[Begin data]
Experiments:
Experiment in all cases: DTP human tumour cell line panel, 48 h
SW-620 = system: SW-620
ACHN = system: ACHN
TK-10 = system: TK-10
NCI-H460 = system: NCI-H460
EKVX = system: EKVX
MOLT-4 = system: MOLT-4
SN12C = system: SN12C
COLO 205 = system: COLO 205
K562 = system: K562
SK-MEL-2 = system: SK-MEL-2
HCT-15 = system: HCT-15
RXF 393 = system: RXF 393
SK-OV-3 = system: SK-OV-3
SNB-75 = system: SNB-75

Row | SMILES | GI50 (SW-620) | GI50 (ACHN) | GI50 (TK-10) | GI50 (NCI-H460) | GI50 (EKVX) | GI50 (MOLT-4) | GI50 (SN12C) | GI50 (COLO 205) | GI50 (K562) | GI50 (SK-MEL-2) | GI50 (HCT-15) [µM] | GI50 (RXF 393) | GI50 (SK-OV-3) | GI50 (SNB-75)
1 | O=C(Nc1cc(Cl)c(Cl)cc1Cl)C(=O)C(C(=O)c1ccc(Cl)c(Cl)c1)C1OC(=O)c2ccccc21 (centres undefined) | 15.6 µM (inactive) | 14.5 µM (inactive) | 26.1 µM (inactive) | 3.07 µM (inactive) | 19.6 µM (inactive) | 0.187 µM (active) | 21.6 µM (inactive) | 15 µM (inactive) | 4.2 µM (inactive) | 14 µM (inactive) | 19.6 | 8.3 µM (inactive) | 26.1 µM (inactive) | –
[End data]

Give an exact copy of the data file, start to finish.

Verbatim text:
Experiments:
Experiment in all cases: DTP human tumour cell line panel, 48 h
SW-620 = system: SW-620
ACHN = system: ACHN
TK-10 = system: TK-10
NCI-H460 = system: NCI-H460
EKVX = system: EKVX
MOLT-4 = system: MOLT-4
SN12C = system: SN12C
COLO 205 = system: COLO 205
K562 = system: K562
SK-MEL-2 = system: SK-MEL-2
HCT-15 = system: HCT-15
RXF 393 = system: RXF 393
SK-OV-3 = system: SK-OV-3
SNB-75 = system: SNB-75

Row | SMILES | GI50 (SW-620) | GI50 (ACHN) | GI50 (TK-10) | GI50 (NCI-H460) | GI50 (EKVX) | GI50 (MOLT-4) | GI50 (SN12C) | GI50 (COLO 205) | GI50 (K562) | GI50 (SK-MEL-2) | GI50 (HCT-15) [µM] | GI50 (RXF 393) | GI50 (SK-OV-3) | GI50 (SNB-75)
1 | O=C(Nc1cc(Cl)c(Cl)cc1Cl)C(=O)C(C(=O)c1ccc(Cl)c(Cl)c1)C1OC(=O)c2ccccc21 (centres undefined) | 15.6 µM (inactive) | 14.5 µM (inactive) | 26.1 µM (inactive) | 3.07 µM (inactive) | 19.6 µM (inactive) | 0.187 µM (active) | 21.6 µM (inactive) | 15 µM (inactive) | 4.2 µM (inactive) | 14 µM (inactive) | 19.6 | 8.3 µM (inactive) | 26.1 µM (inactive) | –